Why not release data?
Experts say Chinese vaccine makers’ refusal so far to release more data may boil down to two factors: the difficulty of aggregating data from multiple countries and the possibility that the data may not hold up to intensive scrutiny.
China’s relative success in containing COVID-19 has meant that the country is a poor testing ground for late-stage vaccine trials. Trial volunteers must be exposed to the virus to know if the vaccine works, so Chinese vaccine makers conducted trials in foreign countries that had higher rates of COVID-19.
“It may take a while…for Chinese researchers to reconcile the complicated multicountry clinical trial results,” says Jennifer Bouey, an epidemiologist and the Tang chair in China Policy Studies at the Rand Corporation.
Given the potential differences in trials across multiple jurisdictions, Chinese vaccine makers may not want experts taking a closer look at the data at this point.
For example, if a vaccine was found to be more effective among younger populations than the elderly, it may factor into whether countries or individuals accept the vaccine, says Yanzhong Huang, a senior fellow for global health at the Council on Foreign Relations.
There is also the possibility that the vaccines simply aren’t as effective as some of the headline figures suggest.
“If the data shows a relatively low efficacy rate, or one below the 50% requirement, then you have a problem,” says Huang. (Many countries, including the U.S., require COVID-19 vaccines to be at least 50% effective to be approved for distribution.)
Another complicating factor is China’s decision to not sign onto the same international standards that bind their Western counterparts.
Unlike the U.S., Germany, and over 30 other countries, China has not signed on as a member of the World Health Organization’s Stringent Regulatory Authority (SRA), Bouey says. SRA members pledge to abide by scientifically backed international standards in conducting vaccine trials that include policies like ensuring age variance in trials, so Chinese vaccine makers’ data may not look like data from their Western peers.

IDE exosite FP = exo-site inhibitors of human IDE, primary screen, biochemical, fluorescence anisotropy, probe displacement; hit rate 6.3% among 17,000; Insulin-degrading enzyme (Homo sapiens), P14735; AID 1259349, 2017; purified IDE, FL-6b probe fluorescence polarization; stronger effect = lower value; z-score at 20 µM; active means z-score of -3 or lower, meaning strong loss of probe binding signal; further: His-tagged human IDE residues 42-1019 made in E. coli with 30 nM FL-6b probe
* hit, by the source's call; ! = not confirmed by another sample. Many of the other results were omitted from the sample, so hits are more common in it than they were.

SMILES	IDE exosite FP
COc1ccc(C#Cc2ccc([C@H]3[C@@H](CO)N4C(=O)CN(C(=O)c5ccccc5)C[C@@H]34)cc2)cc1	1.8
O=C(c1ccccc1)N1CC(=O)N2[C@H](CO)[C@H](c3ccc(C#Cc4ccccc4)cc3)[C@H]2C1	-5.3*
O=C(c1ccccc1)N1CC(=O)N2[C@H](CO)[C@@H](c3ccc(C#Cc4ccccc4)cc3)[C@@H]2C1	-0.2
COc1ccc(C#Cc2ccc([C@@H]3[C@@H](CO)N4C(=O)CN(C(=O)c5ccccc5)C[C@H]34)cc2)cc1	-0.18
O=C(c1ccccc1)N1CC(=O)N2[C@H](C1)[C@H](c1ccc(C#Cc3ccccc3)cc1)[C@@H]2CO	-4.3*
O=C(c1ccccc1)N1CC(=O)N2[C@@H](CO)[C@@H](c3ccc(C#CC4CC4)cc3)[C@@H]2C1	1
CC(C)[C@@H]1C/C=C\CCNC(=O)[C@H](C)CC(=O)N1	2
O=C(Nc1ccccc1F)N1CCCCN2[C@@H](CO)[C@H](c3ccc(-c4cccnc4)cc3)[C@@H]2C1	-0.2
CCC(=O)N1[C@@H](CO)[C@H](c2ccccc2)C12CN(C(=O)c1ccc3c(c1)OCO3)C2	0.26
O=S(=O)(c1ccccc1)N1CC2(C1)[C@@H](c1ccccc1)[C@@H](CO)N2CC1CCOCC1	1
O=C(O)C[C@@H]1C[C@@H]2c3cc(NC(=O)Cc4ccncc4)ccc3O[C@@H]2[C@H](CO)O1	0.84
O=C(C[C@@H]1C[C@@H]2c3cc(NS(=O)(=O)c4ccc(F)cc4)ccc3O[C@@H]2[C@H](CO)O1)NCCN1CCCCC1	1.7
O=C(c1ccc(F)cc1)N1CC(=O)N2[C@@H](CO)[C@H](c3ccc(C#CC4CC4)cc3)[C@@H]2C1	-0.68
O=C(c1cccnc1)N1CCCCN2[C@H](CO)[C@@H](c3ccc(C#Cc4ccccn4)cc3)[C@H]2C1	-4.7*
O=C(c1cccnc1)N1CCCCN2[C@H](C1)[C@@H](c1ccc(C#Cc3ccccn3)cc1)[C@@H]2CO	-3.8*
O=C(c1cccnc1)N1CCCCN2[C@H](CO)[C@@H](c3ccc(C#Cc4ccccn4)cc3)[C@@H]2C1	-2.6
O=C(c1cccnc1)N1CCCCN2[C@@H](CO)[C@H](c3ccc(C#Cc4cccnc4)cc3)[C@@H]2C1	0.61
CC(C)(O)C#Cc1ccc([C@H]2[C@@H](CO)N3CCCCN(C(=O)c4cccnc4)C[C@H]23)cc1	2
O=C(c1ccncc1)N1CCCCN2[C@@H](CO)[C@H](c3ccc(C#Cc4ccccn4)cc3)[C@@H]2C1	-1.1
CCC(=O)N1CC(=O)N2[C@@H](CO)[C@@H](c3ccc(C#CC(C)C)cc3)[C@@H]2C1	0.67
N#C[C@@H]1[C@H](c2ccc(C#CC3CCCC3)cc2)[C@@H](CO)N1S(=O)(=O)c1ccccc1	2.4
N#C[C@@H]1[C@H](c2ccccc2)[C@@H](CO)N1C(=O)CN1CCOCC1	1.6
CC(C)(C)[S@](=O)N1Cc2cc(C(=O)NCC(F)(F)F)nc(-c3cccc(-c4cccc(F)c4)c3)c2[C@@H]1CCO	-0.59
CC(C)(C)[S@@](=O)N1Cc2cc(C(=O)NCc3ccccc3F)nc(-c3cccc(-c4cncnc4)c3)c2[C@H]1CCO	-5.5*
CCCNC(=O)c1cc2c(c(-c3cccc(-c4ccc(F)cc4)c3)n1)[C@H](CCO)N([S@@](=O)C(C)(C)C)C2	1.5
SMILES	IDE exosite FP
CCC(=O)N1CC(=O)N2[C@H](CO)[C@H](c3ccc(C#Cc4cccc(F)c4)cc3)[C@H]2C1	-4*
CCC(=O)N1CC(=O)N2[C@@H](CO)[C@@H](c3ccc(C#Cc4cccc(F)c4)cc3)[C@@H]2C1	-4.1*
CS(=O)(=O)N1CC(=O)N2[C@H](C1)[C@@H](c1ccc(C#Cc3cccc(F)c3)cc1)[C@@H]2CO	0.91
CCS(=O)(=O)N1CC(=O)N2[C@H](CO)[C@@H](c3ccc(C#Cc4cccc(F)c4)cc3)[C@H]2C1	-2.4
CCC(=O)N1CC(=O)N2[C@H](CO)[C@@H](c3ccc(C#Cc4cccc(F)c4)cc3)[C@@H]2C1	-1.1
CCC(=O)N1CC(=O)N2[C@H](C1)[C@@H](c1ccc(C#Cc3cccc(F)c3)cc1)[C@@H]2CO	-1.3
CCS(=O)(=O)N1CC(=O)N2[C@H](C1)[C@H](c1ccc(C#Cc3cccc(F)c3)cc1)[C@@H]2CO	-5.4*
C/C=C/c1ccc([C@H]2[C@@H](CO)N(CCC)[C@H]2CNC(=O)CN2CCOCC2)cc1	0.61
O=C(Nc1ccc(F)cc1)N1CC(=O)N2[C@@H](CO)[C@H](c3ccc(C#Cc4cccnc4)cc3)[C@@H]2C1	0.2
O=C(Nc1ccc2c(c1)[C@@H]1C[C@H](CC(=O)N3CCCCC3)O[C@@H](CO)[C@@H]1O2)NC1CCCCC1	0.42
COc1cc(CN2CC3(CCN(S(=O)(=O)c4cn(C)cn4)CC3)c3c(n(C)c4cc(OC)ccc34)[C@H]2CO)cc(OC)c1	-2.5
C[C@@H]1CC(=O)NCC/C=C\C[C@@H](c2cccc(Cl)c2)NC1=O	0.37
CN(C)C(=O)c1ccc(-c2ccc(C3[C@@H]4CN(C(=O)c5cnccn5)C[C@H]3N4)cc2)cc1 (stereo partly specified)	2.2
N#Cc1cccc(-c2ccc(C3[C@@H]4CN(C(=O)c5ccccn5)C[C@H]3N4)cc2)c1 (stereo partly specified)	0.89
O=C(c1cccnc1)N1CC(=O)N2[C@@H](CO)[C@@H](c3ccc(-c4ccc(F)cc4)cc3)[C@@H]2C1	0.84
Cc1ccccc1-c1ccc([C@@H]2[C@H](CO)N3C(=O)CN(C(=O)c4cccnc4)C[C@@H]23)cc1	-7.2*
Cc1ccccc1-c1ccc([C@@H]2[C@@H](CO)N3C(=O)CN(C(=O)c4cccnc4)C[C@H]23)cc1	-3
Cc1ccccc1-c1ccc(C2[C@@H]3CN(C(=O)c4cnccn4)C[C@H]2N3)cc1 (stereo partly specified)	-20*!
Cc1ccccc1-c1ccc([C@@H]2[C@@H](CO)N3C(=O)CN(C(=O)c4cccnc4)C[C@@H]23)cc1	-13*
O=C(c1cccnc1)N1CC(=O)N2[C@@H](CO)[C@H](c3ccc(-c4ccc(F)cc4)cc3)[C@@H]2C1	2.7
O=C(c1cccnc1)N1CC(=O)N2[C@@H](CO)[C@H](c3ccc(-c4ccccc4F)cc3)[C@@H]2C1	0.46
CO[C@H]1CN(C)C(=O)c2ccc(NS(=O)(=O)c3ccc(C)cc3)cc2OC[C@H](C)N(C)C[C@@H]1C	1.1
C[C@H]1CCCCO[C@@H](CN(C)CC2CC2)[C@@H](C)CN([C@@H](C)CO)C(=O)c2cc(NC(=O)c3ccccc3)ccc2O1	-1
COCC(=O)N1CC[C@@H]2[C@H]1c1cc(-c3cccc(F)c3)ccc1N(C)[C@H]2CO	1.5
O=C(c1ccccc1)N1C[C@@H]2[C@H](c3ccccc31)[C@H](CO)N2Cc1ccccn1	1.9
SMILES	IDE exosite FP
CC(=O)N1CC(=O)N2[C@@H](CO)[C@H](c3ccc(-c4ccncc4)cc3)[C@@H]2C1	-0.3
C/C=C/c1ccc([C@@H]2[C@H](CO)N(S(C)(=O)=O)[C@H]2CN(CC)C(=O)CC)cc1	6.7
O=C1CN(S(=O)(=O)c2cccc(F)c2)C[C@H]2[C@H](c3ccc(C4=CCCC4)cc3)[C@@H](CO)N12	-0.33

When will we see it?
Some places like Hong Kong and Singapore are asking Chinese vaccine makers for more data before approving the jabs, but so far, the lack of public Phase III trial data has not appeared to significantly hamper the companies’ global rollouts.
Already, Sinopharm’s vaccine has been approved in the United Arab Emirates, Bahrain, Egypt, Jordan, Iraq, Pakistan, Morocco, Peru, Serbia, and Hungary. Sinovac’s vaccine—called CoronaVac—has gotten the green light in Brazil, Turkey, Indonesia, Bolivia, Chile, and Azerbaijan.
It’s not necessarily surprising that Chinese vaccines have been popular given that rich countries have cleared the shelves of early vaccine supplies from other drugmakers like Pfizer and Moderna, Bouey says.
“Vaccines with better data were mostly booked by the rich countries, and many middle- and low-income governments are under tremendous pressure to procure vaccine for their people,” she says.
Huang explained that one motivation to publish more vaccine data would be to sell the vaccines to more countries. But Chinese vaccine makers may be maxed out on supplies as it is.
In addition to distributing hundreds of millions of doses abroad, China has the added pressure of ensuring that it has enough doses in its home market of 1.6 billion people, where officials have been distributing Sinovac and Sinopharm doses for months.
On Dec. 31, China officially approved Sinopharm’s vaccine for general use but didn’t release any additional data on its trials. Even before that approval, Sinopharm had been distributing its vaccine in China outside of trials under an emergency use program as early as July 2020.
Similarly, Sinovac has been giving out its vaccine in China since mid-2020 through the country’s emergency use policy but has yet to be cleared for general distribution. Sinovac officially applied for market approval in China on Feb. 3.
Chinese authorities are currently engaged in a campaign to vaccinate 50 million people ahead of the upcoming Chinese New Year holiday in mid-February.
“Now that China prioritizes domestic vaccination needs, they are now seeking to curtail the export of China-made vaccines,” says Huang, estimating that China has already sold the vast majority of its available doses.
Henry, the teacher in Shanghai, says uncertainty over the Chinese vaccines because of questions over their safety and efficacy, combined with China’s relative containment of COVID-19, has made at least some of his colleagues less motivated to get injected.
“It’s pretty safe here,” says Henry. “It’s not a risk they need to take.”
Still, there is hope that more vaccine data may be soon on its way.
In late January, the World Health Organization said it was considering Sinovac’s and Sinopharm’s vaccines for emergency use authorization and may provide a decision on their approvals as early as March.
Bouey says that “by definition” of WHO bylaws, Sinovac and Sinopharm would need to submit publicly accessible trial data in order to meet the WHO’s requirements, meaning that more data will likely see the light of day.
“The vaccine data will need to be released eventually,” she says.